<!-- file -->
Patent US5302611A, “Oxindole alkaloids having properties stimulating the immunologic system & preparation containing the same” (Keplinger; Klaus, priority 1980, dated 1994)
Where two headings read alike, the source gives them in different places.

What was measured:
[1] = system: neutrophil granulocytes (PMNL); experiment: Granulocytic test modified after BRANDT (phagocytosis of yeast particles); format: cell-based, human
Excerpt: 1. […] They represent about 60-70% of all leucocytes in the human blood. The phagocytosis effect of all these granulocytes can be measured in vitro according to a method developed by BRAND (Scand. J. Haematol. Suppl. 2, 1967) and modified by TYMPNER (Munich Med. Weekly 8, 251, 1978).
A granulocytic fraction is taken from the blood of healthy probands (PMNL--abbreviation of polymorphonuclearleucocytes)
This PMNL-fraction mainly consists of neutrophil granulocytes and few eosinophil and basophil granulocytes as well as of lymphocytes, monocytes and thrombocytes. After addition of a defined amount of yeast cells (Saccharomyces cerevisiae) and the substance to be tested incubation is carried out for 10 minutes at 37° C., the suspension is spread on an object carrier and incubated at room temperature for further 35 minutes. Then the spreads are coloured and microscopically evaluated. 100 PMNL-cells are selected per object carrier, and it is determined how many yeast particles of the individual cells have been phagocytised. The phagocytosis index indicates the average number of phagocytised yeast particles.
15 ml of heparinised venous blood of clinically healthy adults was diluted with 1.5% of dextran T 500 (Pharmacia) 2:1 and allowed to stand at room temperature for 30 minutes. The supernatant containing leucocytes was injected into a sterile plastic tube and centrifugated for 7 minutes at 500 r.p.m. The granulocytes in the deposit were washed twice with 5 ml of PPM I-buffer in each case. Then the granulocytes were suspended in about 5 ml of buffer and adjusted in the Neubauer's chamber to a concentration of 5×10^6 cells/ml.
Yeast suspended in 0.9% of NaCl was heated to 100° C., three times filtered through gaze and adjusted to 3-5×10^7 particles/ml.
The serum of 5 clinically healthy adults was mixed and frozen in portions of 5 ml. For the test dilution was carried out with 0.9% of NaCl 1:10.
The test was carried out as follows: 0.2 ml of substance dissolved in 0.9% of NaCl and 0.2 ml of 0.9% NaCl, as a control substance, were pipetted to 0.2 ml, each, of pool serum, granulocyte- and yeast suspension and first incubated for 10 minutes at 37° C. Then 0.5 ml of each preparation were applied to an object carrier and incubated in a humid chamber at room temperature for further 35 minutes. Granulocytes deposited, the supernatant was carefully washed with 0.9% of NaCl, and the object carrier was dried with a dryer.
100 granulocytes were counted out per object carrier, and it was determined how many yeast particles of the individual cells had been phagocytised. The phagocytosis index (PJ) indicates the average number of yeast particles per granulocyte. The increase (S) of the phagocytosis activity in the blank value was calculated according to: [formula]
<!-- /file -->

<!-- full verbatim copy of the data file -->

Patent US5302611A, “Oxindole alkaloids having properties stimulating the immunologic system & preparation containing the same” (Keplinger; Klaus, priority 1980, dated 1994)
Where two headings read alike, the source gives them in different places.

What was measured:
[1] = system: neutrophil granulocytes (PMNL); experiment: Granulocytic test modified after BRANDT (phagocytosis of yeast particles); format: cell-based, human
Excerpt: 1. […] They represent about 60-70% of all leucocytes in the human blood. The phagocytosis effect of all these granulocytes can be measured in vitro according to a method developed by BRAND (Scand. J. Haematol. Suppl. 2, 1967) and modified by TYMPNER (Munich Med. Weekly 8, 251, 1978).
A granulocytic fraction is taken from the blood of healthy probands (PMNL--abbreviation of polymorphonuclearleucocytes)
This PMNL-fraction mainly consists of neutrophil granulocytes and few eosinophil and basophil granulocytes as well as of lymphocytes, monocytes and thrombocytes. After addition of a defined amount of yeast cells (Saccharomyces cerevisiae) and the substance to be tested incubation is carried out for 10 minutes at 37° C., the suspension is spread on an object carrier and incubated at room temperature for further 35 minutes. Then the spreads are coloured and microscopically evaluated. 100 PMNL-cells are selected per object carrier, and it is determined how many yeast particles of the individual cells have been phagocytised. The phagocytosis index indicates the average number of phagocytised yeast particles.
15 ml of heparinised venous blood of clinically healthy adults was diluted with 1.5% of dextran T 500 (Pharmacia) 2:1 and allowed to stand at room temperature for 30 minutes. The supernatant containing leucocytes was injected into a sterile plastic tube and centrifugated for 7 minutes at 500 r.p.m. The granulocytes in the deposit were washed twice with 5 ml of PPM I-buffer in each case. Then the granulocytes were suspended in about 5 ml of buffer and adjusted in the Neubauer's chamber to a concentration of 5×10^6 cells/ml.
Yeast suspended in 0.9% of NaCl was heated to 100° C., three times filtered through gaze and adjusted to 3-5×10^7 particles/ml.
The serum of 5 clinically healthy adults was mixed and frozen in portions of 5 ml. For the test dilution was carried out with 0.9% of NaCl 1:10.
The test was carried out as follows: 0.2 ml of substance dissolved in 0.9% of NaCl and 0.2 ml of 0.9% NaCl, as a control substance, were pipetted to 0.2 ml, each, of pool serum, granulocyte- and yeast suspension and first incubated for 10 minutes at 37° C. Then 0.5 ml of each preparation were applied to an object carrier and incubated in a humid chamber at room temperature for further 35 minutes. Granulocytes deposited, the supernatant was carefully washed with 0.9% of NaCl, and the object carrier was dried with a dryer.
100 granulocytes were counted out per object carrier, and it was determined how many yeast particles of the individual cells had been phagocytised. The phagocytosis index (PJ) indicates the average number of yeast particles per granulocyte. The increase (S) of the phagocytosis activity in the blank value was calculated according to: [formula]